Attraction or Love? This Scientific Study Reveals The Truth.
We’ve been hearing opposites-attract all our life. Be it in the movies or real life, the concept has always left us fascinated. But what truth does this expression hold? Northwestern University had once conducted a study regarding the same cause. The study had concluded that the level of attraction might depend up on the length of time partners have known each other before being involved romantically.
Data required for the study was collected from 167 couples, out of which 67 were dating and 100 were married. The duration of their relationships ranged from three months to 53 years. The average duration was calculated to be eight years and eight months. The couples were then asked to talk on camera about what and how things had changed over the course of their relationship, and independent coders used a -3 to 3 rating scale to indicate the physical attractiveness of each partner.
The results were no coincidence. The study confirmed that the longer a couple had known each other before dating, the greater the attractiveness gap was. The results proved that couples who began dating soon after meeting each other were more similar in their levels of attractiveness than those who started off as friends. Physical attractiveness is a more important factor to these couples, whereas it becomes less relevant for friends-first couples.
“Having the time to interact with others in diverse settings affords more opportunities to form unique impressions that go beyond one’s initial snap judgments,” Lucy Hunt, lead researcher of the study, said in a statement.
But beauty is not by itself what attracts us. There is so much more vibrant, meaningful and beautiful that brings people together. Beauty and attraction are two very different entities. While beauty is raw and superficial, primitive attraction is dynamic and more complex. Beauty is just one of the several things of what makes a person attractive. Everything about a person, from hair to voice to posture to vibe, expressions, smell and more—attractiveness is a more composite phenomenon that goes way beyond the surface. The level of attractiveness does not have an effect on satisfaction in a relationship. So couples in both categories can breathe a sigh of relief.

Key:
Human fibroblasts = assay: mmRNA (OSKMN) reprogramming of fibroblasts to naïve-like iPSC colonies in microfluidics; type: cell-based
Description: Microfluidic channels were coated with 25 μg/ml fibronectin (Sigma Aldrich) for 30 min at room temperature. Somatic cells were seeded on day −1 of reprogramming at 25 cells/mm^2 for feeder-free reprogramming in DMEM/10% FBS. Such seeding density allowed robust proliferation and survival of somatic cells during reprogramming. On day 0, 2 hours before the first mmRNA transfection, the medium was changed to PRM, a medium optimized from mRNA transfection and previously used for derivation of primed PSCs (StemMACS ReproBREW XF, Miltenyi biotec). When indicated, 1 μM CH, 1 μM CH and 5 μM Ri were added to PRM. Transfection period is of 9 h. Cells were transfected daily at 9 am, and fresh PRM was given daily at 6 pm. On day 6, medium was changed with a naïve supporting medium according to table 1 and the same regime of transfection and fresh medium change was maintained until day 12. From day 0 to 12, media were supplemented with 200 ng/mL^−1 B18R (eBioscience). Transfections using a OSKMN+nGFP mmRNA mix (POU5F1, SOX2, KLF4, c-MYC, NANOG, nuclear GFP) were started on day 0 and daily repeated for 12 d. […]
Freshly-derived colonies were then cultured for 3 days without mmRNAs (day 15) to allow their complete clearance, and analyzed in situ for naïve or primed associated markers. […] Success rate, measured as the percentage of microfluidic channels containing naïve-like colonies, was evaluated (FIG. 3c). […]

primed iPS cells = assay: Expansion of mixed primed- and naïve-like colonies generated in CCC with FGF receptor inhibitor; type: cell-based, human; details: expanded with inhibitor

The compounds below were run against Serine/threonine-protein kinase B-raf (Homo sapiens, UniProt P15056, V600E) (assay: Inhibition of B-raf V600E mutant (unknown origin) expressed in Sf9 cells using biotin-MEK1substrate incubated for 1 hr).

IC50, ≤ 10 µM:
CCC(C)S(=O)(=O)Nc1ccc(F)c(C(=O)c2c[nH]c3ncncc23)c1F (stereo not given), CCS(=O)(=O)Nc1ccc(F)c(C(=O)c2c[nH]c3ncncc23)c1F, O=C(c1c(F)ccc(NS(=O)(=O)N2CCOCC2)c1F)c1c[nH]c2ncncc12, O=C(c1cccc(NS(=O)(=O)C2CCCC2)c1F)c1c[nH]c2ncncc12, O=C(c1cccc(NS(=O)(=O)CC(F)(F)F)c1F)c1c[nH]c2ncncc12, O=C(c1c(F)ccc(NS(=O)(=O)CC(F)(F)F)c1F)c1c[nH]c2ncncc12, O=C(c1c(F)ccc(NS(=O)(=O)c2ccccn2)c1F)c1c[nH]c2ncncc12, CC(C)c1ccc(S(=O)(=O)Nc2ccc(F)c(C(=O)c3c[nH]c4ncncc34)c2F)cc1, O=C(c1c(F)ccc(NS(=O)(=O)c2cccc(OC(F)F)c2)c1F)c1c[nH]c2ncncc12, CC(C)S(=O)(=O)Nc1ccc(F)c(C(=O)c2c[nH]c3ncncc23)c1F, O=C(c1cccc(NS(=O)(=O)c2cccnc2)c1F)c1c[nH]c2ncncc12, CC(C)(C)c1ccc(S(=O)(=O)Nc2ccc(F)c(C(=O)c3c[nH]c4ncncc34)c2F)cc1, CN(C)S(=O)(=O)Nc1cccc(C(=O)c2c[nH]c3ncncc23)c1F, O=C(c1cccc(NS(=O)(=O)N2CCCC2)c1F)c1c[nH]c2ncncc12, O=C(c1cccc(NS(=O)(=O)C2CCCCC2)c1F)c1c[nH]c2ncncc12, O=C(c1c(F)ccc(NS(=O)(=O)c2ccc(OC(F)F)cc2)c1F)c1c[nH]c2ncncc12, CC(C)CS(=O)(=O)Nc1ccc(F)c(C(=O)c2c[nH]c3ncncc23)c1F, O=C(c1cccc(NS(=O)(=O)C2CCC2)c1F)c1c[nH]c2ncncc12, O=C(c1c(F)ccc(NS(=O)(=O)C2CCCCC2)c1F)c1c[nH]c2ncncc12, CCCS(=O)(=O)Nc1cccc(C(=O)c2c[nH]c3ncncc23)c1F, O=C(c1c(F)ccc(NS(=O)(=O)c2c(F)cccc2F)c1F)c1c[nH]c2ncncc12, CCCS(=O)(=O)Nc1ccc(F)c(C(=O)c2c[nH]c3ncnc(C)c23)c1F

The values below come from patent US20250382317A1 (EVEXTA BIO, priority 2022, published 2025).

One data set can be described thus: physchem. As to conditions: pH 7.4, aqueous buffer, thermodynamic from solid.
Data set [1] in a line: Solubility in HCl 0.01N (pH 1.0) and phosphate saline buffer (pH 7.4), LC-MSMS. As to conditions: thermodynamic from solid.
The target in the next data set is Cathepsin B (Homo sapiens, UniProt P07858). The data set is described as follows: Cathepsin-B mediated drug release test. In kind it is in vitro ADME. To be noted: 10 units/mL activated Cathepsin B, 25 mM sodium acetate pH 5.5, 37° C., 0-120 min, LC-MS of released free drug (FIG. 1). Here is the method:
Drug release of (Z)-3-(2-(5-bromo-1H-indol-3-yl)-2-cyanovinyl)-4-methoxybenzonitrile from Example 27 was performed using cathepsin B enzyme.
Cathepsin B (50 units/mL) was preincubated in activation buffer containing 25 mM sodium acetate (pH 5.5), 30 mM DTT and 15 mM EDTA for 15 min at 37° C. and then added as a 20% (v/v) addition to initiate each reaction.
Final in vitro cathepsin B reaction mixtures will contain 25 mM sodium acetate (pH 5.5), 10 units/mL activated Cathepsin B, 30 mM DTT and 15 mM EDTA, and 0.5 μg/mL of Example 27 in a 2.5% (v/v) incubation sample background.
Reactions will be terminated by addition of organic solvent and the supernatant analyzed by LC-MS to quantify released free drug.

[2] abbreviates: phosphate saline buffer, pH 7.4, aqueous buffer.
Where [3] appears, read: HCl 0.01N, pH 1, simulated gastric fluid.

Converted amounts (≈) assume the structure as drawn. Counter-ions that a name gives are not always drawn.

Here we also need to talk about the intimacy theory. The theory suggests that the more you spend time with a person, the more attracted you are to that person. It is not necessary that you must be interested from the very beginning. The feelings take time and slowly develop. The essence of intimacy is what in turn leads infatuation. The level of closeness decides the level of attraction. You then feel like you can’t live without him or her as a result. You have invested so many feelings that you refuse to let it go eventually. Or that’s probably just Stockholm syndrome at work.